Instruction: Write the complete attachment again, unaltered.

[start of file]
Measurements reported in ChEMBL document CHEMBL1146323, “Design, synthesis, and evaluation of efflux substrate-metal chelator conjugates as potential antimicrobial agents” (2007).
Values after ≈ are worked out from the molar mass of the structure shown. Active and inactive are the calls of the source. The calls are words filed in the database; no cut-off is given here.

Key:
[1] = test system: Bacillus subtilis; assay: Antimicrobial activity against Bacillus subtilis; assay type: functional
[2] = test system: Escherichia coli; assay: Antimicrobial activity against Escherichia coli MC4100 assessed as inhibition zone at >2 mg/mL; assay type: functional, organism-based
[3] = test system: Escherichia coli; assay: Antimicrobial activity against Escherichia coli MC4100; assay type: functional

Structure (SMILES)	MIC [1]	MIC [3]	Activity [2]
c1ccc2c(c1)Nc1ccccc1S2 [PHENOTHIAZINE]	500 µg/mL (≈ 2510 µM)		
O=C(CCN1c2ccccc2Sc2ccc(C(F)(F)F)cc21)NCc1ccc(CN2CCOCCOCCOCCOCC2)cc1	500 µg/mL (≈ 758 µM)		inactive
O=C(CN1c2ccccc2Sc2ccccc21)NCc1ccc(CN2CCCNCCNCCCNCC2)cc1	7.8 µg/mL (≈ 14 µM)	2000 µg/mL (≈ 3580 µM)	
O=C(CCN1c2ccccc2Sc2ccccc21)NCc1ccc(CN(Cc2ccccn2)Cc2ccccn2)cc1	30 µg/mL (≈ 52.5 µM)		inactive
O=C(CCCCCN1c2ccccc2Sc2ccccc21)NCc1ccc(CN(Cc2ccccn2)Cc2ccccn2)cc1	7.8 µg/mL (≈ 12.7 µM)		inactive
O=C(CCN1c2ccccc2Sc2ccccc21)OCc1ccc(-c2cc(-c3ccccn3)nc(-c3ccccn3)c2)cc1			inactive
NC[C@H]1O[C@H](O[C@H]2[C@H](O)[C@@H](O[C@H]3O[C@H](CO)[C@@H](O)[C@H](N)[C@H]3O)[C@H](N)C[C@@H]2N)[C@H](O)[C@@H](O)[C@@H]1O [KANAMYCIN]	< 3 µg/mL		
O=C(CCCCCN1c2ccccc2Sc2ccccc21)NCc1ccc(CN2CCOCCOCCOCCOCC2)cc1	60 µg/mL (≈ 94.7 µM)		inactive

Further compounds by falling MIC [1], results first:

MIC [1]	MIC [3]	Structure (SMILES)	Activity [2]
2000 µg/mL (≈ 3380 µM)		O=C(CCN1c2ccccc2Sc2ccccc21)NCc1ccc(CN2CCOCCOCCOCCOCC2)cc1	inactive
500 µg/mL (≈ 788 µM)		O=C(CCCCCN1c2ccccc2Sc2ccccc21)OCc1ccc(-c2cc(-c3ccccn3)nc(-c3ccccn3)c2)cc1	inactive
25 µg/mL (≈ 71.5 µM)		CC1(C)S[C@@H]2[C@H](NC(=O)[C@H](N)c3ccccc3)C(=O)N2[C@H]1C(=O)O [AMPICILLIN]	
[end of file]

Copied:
Measurements reported in ChEMBL document CHEMBL1146323, “Design, synthesis, and evaluation of efflux substrate-metal chelator conjugates as potential antimicrobial agents” (2007).
Values after ≈ are worked out from the molar mass of the structure shown. Active and inactive are the calls of the source. The calls are words filed in the database; no cut-off is given here.

Key:
[1] = test system: Bacillus subtilis; assay: Antimicrobial activity against Bacillus subtilis; assay type: functional
[2] = test system: Escherichia coli; assay: Antimicrobial activity against Escherichia coli MC4100 assessed as inhibition zone at >2 mg/mL; assay type: functional, organism-based
[3] = test system: Escherichia coli; assay: Antimicrobial activity against Escherichia coli MC4100; assay type: functional

Structure (SMILES)	MIC [1]	MIC [3]	Activity [2]
c1ccc2c(c1)Nc1ccccc1S2 [PHENOTHIAZINE]	500 µg/mL (≈ 2510 µM)		
O=C(CCN1c2ccccc2Sc2ccc(C(F)(F)F)cc21)NCc1ccc(CN2CCOCCOCCOCCOCC2)cc1	500 µg/mL (≈ 758 µM)		inactive
O=C(CN1c2ccccc2Sc2ccccc21)NCc1ccc(CN2CCCNCCNCCCNCC2)cc1	7.8 µg/mL (≈ 14 µM)	2000 µg/mL (≈ 3580 µM)	
O=C(CCN1c2ccccc2Sc2ccccc21)NCc1ccc(CN(Cc2ccccn2)Cc2ccccn2)cc1	30 µg/mL (≈ 52.5 µM)		inactive
O=C(CCCCCN1c2ccccc2Sc2ccccc21)NCc1ccc(CN(Cc2ccccn2)Cc2ccccn2)cc1	7.8 µg/mL (≈ 12.7 µM)		inactive
O=C(CCN1c2ccccc2Sc2ccccc21)OCc1ccc(-c2cc(-c3ccccn3)nc(-c3ccccn3)c2)cc1			inactive
NC[C@H]1O[C@H](O[C@H]2[C@H](O)[C@@H](O[C@H]3O[C@H](CO)[C@@H](O)[C@H](N)[C@H]3O)[C@H](N)C[C@@H]2N)[C@H](O)[C@@H](O)[C@@H]1O [KANAMYCIN]	< 3 µg/mL		
O=C(CCCCCN1c2ccccc2Sc2ccccc21)NCc1ccc(CN2CCOCCOCCOCCOCC2)cc1	60 µg/mL (≈ 94.7 µM)		inactive

Further compounds by falling MIC [1], results first:

MIC [1]	MIC [3]	Structure (SMILES)	Activity [2]
2000 µg/mL (≈ 3380 µM)		O=C(CCN1c2ccccc2Sc2ccccc21)NCc1ccc(CN2CCOCCOCCOCCOCC2)cc1	inactive
500 µg/mL (≈ 788 µM)		O=C(CCCCCN1c2ccccc2Sc2ccccc21)OCc1ccc(-c2cc(-c3ccccn3)nc(-c3ccccn3)c2)cc1	inactive
25 µg/mL (≈ 71.5 µM)		CC1(C)S[C@@H]2[C@H](NC(=O)[C@H](N)c3ccccc3)C(=O)N2[C@H]1C(=O)O [AMPICILLIN]	